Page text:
Garden View: Getting your potted poinsettia to bloom again



What can you do with your poinsettias when the holidays are over?

Fortunately, those of us who live in the Rio Grande Valley can save them — indoors or outdoors — to bloom next year. Follow the tips below and you will be delighted with the results!

January through March, keep the pot in strong, indirect sunlight and water when the surface is dry. Fertilize weekly with half-strength houseplant fertilizer. Beginning in April, remove the bracts — the red leaves — and part of the stem. Leave three or four leaves on each remaining stem.

Gradually decrease watering, allowing the plant to dry out between waterings. Indoors, be sure the plant is out of the draft from central air conditioning.

In mid-May, cut the stems back to about 4 inches and repot in a larger container, watering well. Keep the plant in bright indirect sunlight.

Water when the top half inch of soil is dry. Once new growth appears, begin fertilizing every two weeks with a complete fertilizer.

In early July, pinch back an inch to encourage bushiness. This is the time to begin giving the plant a systemic that will repel the white fly that will be rampant once the last of the cotton is plowed under late in summer.

(White fly find poinsettias very tasty and once they attack a plant it’s usually a total loss. I’ve lost plants before because I didn’t notice the white fly soon enough. That’s why the best defense is a systemic started early. It can be discontinued in the fall, around October.) Pinch back again in August. The last pruning or pinch before flowering should be done in late August.

Continue to water and fertilize and use the white fly deterrent.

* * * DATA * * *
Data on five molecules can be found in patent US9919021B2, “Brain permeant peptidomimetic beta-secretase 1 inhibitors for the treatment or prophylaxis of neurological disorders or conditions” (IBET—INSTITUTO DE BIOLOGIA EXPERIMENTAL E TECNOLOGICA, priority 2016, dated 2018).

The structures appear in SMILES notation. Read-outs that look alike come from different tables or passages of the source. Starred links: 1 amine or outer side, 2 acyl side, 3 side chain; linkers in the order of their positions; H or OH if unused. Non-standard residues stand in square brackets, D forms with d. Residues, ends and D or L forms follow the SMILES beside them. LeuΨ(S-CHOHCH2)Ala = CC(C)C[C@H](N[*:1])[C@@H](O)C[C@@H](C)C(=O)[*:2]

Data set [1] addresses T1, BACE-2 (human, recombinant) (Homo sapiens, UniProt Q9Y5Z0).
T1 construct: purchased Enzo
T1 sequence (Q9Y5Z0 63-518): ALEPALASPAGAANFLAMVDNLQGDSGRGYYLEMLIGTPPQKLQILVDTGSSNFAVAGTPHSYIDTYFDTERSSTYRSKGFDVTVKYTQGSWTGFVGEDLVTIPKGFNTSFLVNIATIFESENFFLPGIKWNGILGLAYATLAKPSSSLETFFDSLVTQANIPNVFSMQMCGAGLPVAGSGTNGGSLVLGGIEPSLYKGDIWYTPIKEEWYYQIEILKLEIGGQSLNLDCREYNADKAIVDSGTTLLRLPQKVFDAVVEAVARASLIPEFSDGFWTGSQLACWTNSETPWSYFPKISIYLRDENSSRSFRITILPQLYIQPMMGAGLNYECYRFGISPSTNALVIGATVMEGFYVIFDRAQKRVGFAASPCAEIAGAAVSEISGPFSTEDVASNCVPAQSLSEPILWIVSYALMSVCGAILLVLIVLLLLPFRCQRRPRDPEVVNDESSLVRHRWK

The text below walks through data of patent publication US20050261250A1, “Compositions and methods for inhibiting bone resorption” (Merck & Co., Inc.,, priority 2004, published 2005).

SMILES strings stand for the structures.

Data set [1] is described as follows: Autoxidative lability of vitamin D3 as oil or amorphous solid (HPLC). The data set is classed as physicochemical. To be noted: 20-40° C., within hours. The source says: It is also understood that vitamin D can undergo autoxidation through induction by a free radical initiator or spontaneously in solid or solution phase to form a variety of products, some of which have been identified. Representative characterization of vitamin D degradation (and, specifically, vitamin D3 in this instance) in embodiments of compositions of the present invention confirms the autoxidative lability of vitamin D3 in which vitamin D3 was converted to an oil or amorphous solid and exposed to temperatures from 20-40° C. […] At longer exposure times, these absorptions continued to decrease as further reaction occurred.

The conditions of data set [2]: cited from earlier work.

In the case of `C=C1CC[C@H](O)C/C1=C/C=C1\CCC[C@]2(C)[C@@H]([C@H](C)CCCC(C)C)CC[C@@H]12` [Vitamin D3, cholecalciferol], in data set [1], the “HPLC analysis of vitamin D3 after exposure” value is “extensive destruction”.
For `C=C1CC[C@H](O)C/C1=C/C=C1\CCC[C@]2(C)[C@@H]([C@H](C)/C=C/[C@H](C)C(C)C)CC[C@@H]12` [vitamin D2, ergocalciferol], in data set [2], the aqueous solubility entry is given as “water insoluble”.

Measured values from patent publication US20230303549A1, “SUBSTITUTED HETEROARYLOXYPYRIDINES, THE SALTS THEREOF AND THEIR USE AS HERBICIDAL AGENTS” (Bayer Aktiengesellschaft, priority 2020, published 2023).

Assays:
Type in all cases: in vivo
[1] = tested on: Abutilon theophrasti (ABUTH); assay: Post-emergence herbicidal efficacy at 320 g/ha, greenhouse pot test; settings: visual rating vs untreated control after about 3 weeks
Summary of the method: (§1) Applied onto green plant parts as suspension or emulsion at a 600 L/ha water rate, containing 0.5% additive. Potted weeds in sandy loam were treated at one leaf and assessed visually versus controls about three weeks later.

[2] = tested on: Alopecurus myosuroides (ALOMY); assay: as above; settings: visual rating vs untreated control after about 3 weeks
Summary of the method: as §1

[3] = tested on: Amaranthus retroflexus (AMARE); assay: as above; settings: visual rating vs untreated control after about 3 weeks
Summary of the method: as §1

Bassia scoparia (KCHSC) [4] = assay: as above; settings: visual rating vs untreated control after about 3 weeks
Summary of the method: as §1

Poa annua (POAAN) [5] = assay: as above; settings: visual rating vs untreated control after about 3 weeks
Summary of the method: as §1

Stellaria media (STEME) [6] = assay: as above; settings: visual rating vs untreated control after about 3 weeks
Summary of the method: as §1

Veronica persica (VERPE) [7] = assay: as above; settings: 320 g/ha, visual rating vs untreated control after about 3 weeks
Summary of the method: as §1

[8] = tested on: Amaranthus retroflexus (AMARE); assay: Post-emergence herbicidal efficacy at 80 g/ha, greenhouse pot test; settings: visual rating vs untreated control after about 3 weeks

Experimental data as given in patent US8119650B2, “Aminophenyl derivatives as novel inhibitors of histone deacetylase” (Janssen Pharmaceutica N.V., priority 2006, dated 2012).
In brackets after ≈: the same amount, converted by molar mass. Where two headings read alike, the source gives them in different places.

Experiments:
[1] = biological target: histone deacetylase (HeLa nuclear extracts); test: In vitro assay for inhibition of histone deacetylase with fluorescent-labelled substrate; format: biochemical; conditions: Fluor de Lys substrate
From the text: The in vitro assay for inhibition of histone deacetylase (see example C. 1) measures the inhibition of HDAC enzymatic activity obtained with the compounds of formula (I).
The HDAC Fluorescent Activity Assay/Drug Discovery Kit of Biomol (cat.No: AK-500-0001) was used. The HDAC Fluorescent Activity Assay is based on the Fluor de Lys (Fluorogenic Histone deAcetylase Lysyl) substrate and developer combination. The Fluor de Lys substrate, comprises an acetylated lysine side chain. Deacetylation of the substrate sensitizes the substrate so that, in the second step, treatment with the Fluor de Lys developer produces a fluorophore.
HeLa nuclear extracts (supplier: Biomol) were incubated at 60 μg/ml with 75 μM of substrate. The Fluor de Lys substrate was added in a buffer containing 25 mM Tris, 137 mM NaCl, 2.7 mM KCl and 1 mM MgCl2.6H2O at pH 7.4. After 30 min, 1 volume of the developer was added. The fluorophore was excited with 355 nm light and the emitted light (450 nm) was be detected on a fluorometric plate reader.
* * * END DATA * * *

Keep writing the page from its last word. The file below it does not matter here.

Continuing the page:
Beginning Oct. 1, make sure the plant has complete darkness at night. Indoors, use a dark closet or cover the plant with a dense black cloth. Outdoors, make sure the pot isn’t near a security light. If you cannot keep it from light in the nighttime, cover it with a box, This is very important because the colors of the bracts are created through photoperiodism, meaning that they require darkness (12 hours at a time for at least five days in a row) to change color.

This darkness creates the color of the bracts.

When the bracts are colored, the plant needs bright abundant indirect sunlight during the day for the brightest color.

Darkness at night is no longer required around the last week of November when you should see the tiny flower buds inside the bracts. Stop fertilizing in mid-December, but continue to water. Note: If your poinsettias are attacked by white fly cover them with bridal veiling available at Walmart. I have been assured that the white fly cannot penetrate the veiling.

Given consistent care, your poinsettias will last for many years. They will be a source of great pride and pleasure each Christmas season. There are even some in San Benito that are over 50 years old!

Poinsettias, like people, should follow these rules to prevent illness: Dr. Kevin Ong, Agrilife Extension plant pathologist, College Station, offers the following advice.

1. Don’t catch cold.

Poinsettias are tropical plants. They will turn yellow and drop leaves

if cold or in a draft.

2. Drinkin moderation. Water only when the top half inch of soil is dry.

3. Controldiet.

Poinsettias that fill up on a fertilizer buffet will start to look peaked. Feed apoinsettiaafter the holidays, when everyone else is dieting , if you want to keep it alive.

Lori Murray is the Cameron County master gardener and Texas superstar specialist.